Da Gairdins i Sand, Shetland

Alan Inkster 1942-2009
A tribute to a dedicated and enthusiastic ambassador - orbituary bu Maurice Mullay

Shetland lost a very dedicated and enthusiastic ambassador and advo­cate when Alan Rognvald Inkster passed away at 67 years of age at the Gilbert Bain Hospital on Tuesday 1st December.
Alan was an enthusiast for almost everything associated with Shetland, but especially the environment, cul­ture, geology, wildlife and nature. Of Shetland stock and living in Kincardineshire in his early years, he took every opportunity to visit Shetland and explore every corner of the islands.
Not only did Alan become an en­thu­siast for nature and the environ­ment, he became knowledgeable on a range of Shetland specialities. His interest in geology resulted in him being known widely as “The Staney Man” because of the establishment of the company Hjaltasteyn which was established in conjunction with his wife, Ruby. Alan was perhaps the first to cut and polish a wide range of Shetland stones and set them into silver and gold fittings to create a very popular and highly esteemed range of Shetland jewellery. The collection was recognised as diverse and high quality and soon Hjalta­steyn was expanded to meet the de­mand for their products from through­out Scotland and Scandin­avia.
People were delighted to be the recipient of a gift of locally hand-crafted Hjaltasteyn jewellery.
Hjaltasteyn soon became a reg­ular and popular stop for tour coaches and, while Alan demon­strated stone cutting and polishing to the enthralled tourists, Ruby was look­ing after them with tea, coffee and homemade bannocks, scones and cakes. Alan’s interest was infectious and he was only too keen to explain all the production pro­cesses to the visitors who were keen to buy the hand produced articles.
During his busy time at Hjalta­steyn, Alan was also chairman of Shetland Tourist Organisation at the time it was actively developing the tourism industry in the islands. Alan’s tenure as chairman saw the greatest ever increase in tourism into the islands, not only from the UK but during the heydays of Smyril Line from Faroe, Norway, Iceland, Denmark and beyond. Alan never took “no” for an answer from auth­ority (and especially external tour­ism agencies) when a project or promotion would be beneficial to Shetland.
The Shetland flag was a project which came into being as a result of the enthusiasm of the tourist board’s chairman for a clearly identifiable symbol for Shetland. Despite every hurdle and handicap put in the way by the local authority at the time, Alan was determined that this tour­ism project was going to succeed – as indeed it did. Heraldic and civic authorities met their match with the determination of the tourist board and the people of Shetland in support of the now established and widely recognised Shetland flag.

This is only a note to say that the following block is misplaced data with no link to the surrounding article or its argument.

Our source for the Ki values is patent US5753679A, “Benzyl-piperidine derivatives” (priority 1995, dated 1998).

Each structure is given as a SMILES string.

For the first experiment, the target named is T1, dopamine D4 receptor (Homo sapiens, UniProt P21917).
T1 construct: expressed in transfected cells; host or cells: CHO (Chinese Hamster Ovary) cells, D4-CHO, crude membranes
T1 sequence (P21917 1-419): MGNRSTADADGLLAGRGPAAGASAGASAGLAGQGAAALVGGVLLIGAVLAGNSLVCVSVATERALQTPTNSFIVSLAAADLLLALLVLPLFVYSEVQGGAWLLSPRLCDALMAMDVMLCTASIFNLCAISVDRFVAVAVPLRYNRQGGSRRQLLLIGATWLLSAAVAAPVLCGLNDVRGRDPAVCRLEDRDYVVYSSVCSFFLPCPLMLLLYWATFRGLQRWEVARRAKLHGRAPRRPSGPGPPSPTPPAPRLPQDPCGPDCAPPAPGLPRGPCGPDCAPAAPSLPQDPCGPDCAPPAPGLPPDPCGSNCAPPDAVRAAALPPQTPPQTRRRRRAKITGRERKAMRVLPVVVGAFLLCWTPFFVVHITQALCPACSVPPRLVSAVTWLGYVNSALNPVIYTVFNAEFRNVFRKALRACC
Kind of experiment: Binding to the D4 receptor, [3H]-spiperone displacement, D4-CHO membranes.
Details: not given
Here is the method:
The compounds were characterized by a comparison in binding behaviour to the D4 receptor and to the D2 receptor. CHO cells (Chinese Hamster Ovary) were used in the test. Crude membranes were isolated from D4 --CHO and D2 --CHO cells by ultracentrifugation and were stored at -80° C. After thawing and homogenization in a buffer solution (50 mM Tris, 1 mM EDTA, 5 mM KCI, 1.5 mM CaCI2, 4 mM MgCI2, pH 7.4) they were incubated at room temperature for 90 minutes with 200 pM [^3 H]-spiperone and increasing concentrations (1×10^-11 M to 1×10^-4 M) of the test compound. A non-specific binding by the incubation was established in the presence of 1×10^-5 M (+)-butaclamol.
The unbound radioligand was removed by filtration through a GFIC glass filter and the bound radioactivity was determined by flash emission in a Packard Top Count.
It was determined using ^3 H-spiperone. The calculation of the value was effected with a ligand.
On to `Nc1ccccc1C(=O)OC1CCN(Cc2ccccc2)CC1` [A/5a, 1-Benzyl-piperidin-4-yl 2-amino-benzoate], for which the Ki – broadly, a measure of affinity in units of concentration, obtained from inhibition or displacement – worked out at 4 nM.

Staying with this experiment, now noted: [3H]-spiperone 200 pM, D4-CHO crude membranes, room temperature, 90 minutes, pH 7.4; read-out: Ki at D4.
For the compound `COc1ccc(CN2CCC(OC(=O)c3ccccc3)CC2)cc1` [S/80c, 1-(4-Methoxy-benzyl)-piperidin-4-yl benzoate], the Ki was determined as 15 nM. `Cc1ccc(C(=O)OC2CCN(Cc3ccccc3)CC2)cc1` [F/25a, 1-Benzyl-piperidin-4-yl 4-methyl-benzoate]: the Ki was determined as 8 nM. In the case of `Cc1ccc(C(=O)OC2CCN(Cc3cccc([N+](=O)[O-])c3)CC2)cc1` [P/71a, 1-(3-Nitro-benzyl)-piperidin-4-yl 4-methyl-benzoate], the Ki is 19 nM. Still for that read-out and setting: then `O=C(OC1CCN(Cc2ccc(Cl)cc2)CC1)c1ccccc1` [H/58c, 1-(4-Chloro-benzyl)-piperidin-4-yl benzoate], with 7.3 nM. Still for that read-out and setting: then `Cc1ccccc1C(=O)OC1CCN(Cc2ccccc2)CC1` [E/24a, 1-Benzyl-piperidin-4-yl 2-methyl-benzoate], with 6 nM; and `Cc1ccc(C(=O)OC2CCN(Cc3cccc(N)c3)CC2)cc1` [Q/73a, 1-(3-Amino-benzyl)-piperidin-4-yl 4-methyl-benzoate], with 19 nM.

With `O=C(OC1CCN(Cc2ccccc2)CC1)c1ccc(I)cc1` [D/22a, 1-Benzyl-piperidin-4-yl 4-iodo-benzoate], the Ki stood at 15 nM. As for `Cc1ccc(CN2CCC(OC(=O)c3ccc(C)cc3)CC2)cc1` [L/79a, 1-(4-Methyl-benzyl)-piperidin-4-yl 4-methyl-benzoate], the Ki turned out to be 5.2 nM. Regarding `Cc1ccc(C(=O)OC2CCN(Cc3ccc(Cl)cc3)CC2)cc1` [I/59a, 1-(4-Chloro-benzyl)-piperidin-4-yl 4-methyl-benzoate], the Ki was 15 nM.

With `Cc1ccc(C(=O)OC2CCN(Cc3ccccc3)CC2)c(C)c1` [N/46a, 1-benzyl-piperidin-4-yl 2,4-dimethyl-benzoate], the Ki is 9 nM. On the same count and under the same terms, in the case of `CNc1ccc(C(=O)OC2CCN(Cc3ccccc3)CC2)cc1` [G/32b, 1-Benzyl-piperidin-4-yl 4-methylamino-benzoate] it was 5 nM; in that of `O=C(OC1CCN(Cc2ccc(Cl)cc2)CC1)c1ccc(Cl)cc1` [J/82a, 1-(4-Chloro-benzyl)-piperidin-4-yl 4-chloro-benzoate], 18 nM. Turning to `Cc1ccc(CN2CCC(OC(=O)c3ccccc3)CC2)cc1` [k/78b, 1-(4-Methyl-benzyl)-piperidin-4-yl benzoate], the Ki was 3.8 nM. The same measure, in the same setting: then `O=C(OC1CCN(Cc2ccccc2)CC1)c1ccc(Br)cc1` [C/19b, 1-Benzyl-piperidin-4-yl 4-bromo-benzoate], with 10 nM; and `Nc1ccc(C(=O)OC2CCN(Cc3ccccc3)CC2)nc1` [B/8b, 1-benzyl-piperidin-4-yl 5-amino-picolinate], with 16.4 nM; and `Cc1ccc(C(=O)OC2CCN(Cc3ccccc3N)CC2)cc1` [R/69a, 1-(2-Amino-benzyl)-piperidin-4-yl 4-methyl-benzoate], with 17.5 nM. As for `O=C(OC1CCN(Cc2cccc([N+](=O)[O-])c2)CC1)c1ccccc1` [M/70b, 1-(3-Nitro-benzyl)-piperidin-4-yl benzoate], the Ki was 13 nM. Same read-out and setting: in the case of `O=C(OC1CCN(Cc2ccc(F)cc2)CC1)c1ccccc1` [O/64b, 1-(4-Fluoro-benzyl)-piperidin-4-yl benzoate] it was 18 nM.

Always looking for a new chal­lenge, this multi-talented and deter­mined individual taught himself to play the fiddle at the age of 40 and was a stalwart of the Shetland Fid­dlers for a good many years as they entertained visitors weekly at Isles­burgh and sometimes toured this country and abroad spreading the delights of traditional Shetland music.
Being community minded, he served 27 years as a member and chairman of the Tingwall, Whiteness and Weisdale Community Council at a time when many developments in roads and housing in particular were taking place in the community. He was always a fair and determined leader who would leave no stone unturned if there was a benefit to his community.
For several years he also served on the SIC environmental committee in recognition of his experience and enthusiasm for the subject.
Always generous with his time to help people and organisations, Alan and Ruby were strong supporters of the Islesburgh Drama Group where they not only performed a wide range of parts on stage, but would dedicate long hours to producing and painting the props for the performance as well.
And whenever a concert, social evening, wedding or other event needed co-ordination and a steady hand, Alan was the obvious and natural choice to keep the event on course.
After Ruby inherited three crofts on the West Side, Alan set his formidable mind to creating a haven for wildlife at Da Gairdins i Sand. Over a period of about 20 years, they worked extremely hard and trans­formed the crofts into “oasis of life” habitats including woodland, wild­flower meadows, original grassland, native planting, southern hemisphere collections and freshwater ponds. Over 30,000 trees, shrubs and flowers have been planted to provide shelterbelts and avenues of trees which one would never expect in Shetland’s harsh environment.
Da Gairdins is a living legacy to an individual with a strength of character and determination which is becoming unusual in society today. Visit this unique place. Take a walk past the three wildlife ponds, through Da Mödoo and Da Willow­erie to marvel at the dedication and determination of this exceptional individual who always challenged convention and fought a terminal illness for five years, to achieve his dream.
One of Alan’s last public duties was to receive one of the 2009 environmental awards from Shetland Amenity Trust and Keep Scotland Beautiful for Da Gairdins. This was a fitting tribute to someone who richly deserved this honour for his vision and dedication. Alan has left behind a great many memories and is held in the highest esteem by everyone who knew him. He also leaves behind a tremendous legacy to Shetland and the many future visitors to Da Gairdins i Sand.

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